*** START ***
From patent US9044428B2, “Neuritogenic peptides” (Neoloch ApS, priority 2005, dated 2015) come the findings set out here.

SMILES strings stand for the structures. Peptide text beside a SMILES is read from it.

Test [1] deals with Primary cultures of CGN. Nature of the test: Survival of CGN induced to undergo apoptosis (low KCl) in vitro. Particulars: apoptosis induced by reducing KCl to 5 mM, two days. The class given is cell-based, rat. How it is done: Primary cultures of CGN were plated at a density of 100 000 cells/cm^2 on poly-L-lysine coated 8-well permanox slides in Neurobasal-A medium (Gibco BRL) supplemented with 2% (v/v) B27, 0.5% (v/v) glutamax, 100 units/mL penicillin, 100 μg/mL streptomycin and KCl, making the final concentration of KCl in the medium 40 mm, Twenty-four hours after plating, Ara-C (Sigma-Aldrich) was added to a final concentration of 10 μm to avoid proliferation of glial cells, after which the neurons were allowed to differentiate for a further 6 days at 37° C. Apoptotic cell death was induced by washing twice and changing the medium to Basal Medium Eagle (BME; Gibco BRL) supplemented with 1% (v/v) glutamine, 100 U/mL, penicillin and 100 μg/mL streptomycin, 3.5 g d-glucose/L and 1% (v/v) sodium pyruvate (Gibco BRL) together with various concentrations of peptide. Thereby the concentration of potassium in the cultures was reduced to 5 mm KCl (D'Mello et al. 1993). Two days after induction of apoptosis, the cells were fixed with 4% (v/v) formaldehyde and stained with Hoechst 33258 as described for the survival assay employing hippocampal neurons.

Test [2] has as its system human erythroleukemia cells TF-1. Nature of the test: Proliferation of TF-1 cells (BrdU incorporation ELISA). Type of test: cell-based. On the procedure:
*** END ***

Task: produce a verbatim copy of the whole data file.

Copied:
From patent US9044428B2, “Neuritogenic peptides” (Neoloch ApS, priority 2005, dated 2015) come the findings set out here.

SMILES strings stand for the structures. Peptide text beside a SMILES is read from it.

Test [1] deals with Primary cultures of CGN. Nature of the test: Survival of CGN induced to undergo apoptosis (low KCl) in vitro. Particulars: apoptosis induced by reducing KCl to 5 mM, two days. The class given is cell-based, rat. How it is done: Primary cultures of CGN were plated at a density of 100 000 cells/cm^2 on poly-L-lysine coated 8-well permanox slides in Neurobasal-A medium (Gibco BRL) supplemented with 2% (v/v) B27, 0.5% (v/v) glutamax, 100 units/mL penicillin, 100 μg/mL streptomycin and KCl, making the final concentration of KCl in the medium 40 mm, Twenty-four hours after plating, Ara-C (Sigma-Aldrich) was added to a final concentration of 10 μm to avoid proliferation of glial cells, after which the neurons were allowed to differentiate for a further 6 days at 37° C. Apoptotic cell death was induced by washing twice and changing the medium to Basal Medium Eagle (BME; Gibco BRL) supplemented with 1% (v/v) glutamine, 100 U/mL, penicillin and 100 μg/mL streptomycin, 3.5 g d-glucose/L and 1% (v/v) sodium pyruvate (Gibco BRL) together with various concentrations of peptide. Thereby the concentration of potassium in the cultures was reduced to 5 mm KCl (D'Mello et al. 1993). Two days after induction of apoptosis, the cells were fixed with 4% (v/v) formaldehyde and stained with Hoechst 33258 as described for the survival assay employing hippocampal neurons.

Test [2] has as its system human erythroleukemia cells TF-1. Nature of the test: Proliferation of TF-1 cells (BrdU incorporation ELISA). Type of test: cell-based. On the procedure: